Guest blogger: Sarah E. Goodman, DAPER, DSL
“What will drive you every day? What will shape you as a person? What makes you want to be relentless, strong, and strive for excellence?”
Carol Matsuzaki ’95, ’96, today an associate professor and MIT’s tennis coach, found herself asking these questions as an undergraduate at MIT. She was encouraged to pursue an education at MIT by her high school calculus teacher Jaime Escalante, whose story is told in the movie Stand and Deliver.
“My academic passions and career ambitions were unclear when I came to MIT,” recalled Matsuzaki. “Many of my high school peers were not fortunate enough to have this kind of opportunity, so at that point, I just felt that coming here would put me in a position to live a more comfortable life.”
At orientation, Matsuzaki had a poignant moment that made her question her ability to fit in. “There were two people in front of me in line talking to each other, and one of them tells the other that his parents are a lawyer and a doctor,” she described. “Up to that point, my experience had been if a kid had two parents they would likely be a homemaker and a factory worker—not a doctor and a lawyer. At that point, I did have some insecurity wondering if I would be able to find my place at MIT or if I would be able to find anything in common with anyone else here.”
But Matsuzaki learned and battled p-sets alongside her peers, completing degrees in Course 7 and 21L while also competing on the varsity squash and tennis teams. Her experience with sport quelled her apprehensions about finding common ground with her classmates. “I can always find something in common with a fellow athlete,” she said. “Knowing this and being able to connect with someone or helping someone else connect with another person is awesome and powerful.”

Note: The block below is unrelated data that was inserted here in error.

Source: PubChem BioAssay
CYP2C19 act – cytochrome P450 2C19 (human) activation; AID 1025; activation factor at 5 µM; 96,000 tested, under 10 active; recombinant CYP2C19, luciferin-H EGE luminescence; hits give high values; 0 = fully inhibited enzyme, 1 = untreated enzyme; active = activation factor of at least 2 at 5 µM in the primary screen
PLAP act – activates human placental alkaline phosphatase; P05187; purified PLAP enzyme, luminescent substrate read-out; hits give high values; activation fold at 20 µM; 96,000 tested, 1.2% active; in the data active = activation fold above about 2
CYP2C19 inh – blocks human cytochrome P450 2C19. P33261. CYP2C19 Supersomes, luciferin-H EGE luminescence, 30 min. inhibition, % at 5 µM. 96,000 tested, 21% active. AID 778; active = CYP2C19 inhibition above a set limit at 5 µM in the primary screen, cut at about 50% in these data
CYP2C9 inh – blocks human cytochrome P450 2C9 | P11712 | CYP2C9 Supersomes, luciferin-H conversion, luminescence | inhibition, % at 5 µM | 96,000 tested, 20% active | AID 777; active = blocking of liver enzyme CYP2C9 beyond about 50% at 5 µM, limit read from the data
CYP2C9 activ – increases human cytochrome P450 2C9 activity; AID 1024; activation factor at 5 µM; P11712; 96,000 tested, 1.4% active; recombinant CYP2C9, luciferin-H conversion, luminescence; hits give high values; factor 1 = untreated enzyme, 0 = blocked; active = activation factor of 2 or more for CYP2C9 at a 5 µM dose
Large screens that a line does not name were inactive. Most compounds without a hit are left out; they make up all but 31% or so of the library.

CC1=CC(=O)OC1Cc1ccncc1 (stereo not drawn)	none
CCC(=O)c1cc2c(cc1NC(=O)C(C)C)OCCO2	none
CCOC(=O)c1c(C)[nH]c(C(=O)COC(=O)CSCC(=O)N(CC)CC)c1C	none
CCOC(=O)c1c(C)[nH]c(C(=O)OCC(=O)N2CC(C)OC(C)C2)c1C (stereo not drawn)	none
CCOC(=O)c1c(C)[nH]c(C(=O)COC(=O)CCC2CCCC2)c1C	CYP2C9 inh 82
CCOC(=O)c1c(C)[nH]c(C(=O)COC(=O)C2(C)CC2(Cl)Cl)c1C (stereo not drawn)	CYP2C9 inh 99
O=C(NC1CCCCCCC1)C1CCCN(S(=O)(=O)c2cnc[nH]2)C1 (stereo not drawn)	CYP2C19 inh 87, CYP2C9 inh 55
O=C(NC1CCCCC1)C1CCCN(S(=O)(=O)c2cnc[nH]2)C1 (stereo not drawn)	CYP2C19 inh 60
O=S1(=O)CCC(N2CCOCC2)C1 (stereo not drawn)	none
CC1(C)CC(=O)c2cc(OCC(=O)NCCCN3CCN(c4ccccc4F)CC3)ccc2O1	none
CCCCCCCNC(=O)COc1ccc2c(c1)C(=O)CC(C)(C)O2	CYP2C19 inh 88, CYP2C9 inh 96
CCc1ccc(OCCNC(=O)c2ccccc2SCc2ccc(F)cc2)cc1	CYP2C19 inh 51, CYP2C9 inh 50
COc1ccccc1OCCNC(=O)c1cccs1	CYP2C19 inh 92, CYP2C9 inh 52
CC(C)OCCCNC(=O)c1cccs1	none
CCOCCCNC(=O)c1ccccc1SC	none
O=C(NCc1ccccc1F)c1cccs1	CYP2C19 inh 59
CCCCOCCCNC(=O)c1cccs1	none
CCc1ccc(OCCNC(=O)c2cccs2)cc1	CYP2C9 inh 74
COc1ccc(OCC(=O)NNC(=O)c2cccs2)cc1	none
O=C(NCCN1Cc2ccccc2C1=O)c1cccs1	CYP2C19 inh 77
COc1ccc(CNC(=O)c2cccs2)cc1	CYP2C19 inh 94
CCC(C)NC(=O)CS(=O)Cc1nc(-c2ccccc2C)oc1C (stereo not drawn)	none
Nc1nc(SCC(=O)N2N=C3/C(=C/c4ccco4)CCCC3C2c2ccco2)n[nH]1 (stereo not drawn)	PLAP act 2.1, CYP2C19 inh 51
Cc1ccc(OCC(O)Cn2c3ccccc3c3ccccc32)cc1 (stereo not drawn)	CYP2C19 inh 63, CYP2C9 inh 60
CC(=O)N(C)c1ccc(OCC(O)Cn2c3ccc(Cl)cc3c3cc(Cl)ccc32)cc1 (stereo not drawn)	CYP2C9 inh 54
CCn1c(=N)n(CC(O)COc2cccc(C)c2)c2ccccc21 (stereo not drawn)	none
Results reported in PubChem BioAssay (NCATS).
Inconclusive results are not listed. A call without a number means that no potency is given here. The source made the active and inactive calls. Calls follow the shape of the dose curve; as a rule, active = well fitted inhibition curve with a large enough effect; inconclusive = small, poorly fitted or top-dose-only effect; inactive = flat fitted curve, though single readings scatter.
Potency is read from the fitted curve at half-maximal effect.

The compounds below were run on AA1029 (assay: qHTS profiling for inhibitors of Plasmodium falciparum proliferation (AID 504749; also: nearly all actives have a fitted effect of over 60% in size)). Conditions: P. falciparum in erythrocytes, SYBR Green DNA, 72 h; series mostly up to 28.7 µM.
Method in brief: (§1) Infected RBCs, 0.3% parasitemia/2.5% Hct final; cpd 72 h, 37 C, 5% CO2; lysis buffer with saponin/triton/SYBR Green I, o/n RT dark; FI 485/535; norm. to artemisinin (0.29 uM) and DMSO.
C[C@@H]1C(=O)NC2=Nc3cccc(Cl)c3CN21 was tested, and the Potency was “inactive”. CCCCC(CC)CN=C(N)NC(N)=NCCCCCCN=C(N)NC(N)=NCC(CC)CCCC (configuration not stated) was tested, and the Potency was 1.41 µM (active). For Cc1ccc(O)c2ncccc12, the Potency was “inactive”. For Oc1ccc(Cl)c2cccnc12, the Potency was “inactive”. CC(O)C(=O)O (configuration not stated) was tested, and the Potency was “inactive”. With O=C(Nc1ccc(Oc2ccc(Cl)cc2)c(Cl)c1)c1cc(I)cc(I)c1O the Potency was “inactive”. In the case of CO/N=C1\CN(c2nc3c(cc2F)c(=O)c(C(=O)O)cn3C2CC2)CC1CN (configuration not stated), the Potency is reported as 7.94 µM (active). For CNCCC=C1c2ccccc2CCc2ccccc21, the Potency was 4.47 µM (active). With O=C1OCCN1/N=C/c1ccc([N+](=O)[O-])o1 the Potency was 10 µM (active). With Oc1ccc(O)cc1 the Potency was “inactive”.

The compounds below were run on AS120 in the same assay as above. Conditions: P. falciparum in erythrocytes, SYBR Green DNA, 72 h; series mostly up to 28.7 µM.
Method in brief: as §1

As she progressed through her undergraduate education, Matsuzaki’s passions and career ambitions became clear. Coaching, not biology, was her goal.
After graduation, Matsuzaki completed a master’s in sport psychology at Boston University and then returned to MIT in 1997 as the head coach of the tennis team; she also teaches physical education in the Department of Athletics, Physical Education, and Recreation. In both domains, Matsuzaki incorporates her personal experience at MIT with her teaching style. “I try hard to empathize with how hard it may feel at times to be an MIT student. I remember sometimes it felt impossible. I try to show compassion when a student comes to a PE class or practice tired or demoralized.”
Matsuzaki can relate to the struggle of students but now knows it made her stronger. She sees this transformation in her senior athletes who stop stressing the details or what they have no power over and instead focus on delivering their best effort. “They learn that sometimes they are going to lose and fail, but that does not make them losers or failures.”
And she brings that wisdom to her job every day. “An important thing that I took away from my days as an undergrad at MIT is that you will have the privilege of having a lot of opportunities in front of you, and you should go with the opportunity that you are most passionate about.”